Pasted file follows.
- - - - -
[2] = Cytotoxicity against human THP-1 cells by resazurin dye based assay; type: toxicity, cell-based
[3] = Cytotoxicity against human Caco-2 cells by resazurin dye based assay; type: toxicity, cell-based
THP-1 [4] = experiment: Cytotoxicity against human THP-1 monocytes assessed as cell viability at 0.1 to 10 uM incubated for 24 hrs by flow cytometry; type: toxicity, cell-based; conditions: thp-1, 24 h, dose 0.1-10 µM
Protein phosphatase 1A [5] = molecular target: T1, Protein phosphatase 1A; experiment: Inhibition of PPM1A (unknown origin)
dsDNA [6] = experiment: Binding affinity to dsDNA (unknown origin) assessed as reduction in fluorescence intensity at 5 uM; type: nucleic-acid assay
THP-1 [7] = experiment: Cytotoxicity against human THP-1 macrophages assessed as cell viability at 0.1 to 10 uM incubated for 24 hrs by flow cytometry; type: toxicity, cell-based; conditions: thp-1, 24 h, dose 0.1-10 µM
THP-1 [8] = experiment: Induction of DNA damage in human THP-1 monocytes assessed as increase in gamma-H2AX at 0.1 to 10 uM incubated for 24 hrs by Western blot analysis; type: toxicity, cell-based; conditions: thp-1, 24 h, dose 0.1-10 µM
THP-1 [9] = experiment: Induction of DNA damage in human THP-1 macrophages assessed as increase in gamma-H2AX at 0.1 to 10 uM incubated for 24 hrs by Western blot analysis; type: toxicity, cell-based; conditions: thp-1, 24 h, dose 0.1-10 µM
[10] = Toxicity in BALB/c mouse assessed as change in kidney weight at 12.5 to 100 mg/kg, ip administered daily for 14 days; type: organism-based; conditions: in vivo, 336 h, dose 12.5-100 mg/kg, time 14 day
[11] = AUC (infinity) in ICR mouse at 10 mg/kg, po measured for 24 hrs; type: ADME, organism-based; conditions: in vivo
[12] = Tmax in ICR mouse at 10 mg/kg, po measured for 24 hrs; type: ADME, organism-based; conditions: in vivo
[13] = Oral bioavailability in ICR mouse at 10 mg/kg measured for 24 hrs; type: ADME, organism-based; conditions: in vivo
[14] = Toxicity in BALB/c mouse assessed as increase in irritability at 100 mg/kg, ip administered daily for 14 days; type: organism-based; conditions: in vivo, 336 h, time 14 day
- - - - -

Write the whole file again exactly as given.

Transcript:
[2] = Cytotoxicity against human THP-1 cells by resazurin dye based assay; type: toxicity, cell-based
[3] = Cytotoxicity against human Caco-2 cells by resazurin dye based assay; type: toxicity, cell-based
THP-1 [4] = experiment: Cytotoxicity against human THP-1 monocytes assessed as cell viability at 0.1 to 10 uM incubated for 24 hrs by flow cytometry; type: toxicity, cell-based; conditions: thp-1, 24 h, dose 0.1-10 µM
Protein phosphatase 1A [5] = molecular target: T1, Protein phosphatase 1A; experiment: Inhibition of PPM1A (unknown origin)
dsDNA [6] = experiment: Binding affinity to dsDNA (unknown origin) assessed as reduction in fluorescence intensity at 5 uM; type: nucleic-acid assay
THP-1 [7] = experiment: Cytotoxicity against human THP-1 macrophages assessed as cell viability at 0.1 to 10 uM incubated for 24 hrs by flow cytometry; type: toxicity, cell-based; conditions: thp-1, 24 h, dose 0.1-10 µM
THP-1 [8] = experiment: Induction of DNA damage in human THP-1 monocytes assessed as increase in gamma-H2AX at 0.1 to 10 uM incubated for 24 hrs by Western blot analysis; type: toxicity, cell-based; conditions: thp-1, 24 h, dose 0.1-10 µM
THP-1 [9] = experiment: Induction of DNA damage in human THP-1 macrophages assessed as increase in gamma-H2AX at 0.1 to 10 uM incubated for 24 hrs by Western blot analysis; type: toxicity, cell-based; conditions: thp-1, 24 h, dose 0.1-10 µM
[10] = Toxicity in BALB/c mouse assessed as change in kidney weight at 12.5 to 100 mg/kg, ip administered daily for 14 days; type: organism-based; conditions: in vivo, 336 h, dose 12.5-100 mg/kg, time 14 day
[11] = AUC (infinity) in ICR mouse at 10 mg/kg, po measured for 24 hrs; type: ADME, organism-based; conditions: in vivo
[12] = Tmax in ICR mouse at 10 mg/kg, po measured for 24 hrs; type: ADME, organism-based; conditions: in vivo
[13] = Oral bioavailability in ICR mouse at 10 mg/kg measured for 24 hrs; type: ADME, organism-based; conditions: in vivo
[14] = Toxicity in BALB/c mouse assessed as increase in irritability at 100 mg/kg, ip administered daily for 14 days; type: organism-based; conditions: in vivo, 336 h, time 14 day